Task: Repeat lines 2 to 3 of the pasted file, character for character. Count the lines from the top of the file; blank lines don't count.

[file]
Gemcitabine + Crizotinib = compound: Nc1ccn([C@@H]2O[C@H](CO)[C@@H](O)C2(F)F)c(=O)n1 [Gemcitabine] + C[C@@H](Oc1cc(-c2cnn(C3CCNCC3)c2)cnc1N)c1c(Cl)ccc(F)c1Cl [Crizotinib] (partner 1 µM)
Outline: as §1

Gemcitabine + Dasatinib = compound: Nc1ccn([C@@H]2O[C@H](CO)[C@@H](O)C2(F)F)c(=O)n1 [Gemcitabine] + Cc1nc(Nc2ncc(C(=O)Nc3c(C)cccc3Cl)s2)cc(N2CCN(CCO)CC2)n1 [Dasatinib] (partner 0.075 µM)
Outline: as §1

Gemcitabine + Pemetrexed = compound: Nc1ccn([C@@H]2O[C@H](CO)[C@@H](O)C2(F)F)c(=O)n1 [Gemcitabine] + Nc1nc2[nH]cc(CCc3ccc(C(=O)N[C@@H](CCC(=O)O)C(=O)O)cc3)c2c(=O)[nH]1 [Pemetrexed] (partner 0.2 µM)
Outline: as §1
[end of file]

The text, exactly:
Outline: as §1

Gemcitabine + Dasatinib = compound: Nc1ccn([C@@H]2O[C@H](CO)[C@@H](O)C2(F)F)c(=O)n1 [Gemcitabine] + Cc1nc(Nc2ncc(C(=O)Nc3c(C)cccc3Cl)s2)cc(N2CCN(CCO)CC2)n1 [Dasatinib] (partner 0.075 µM)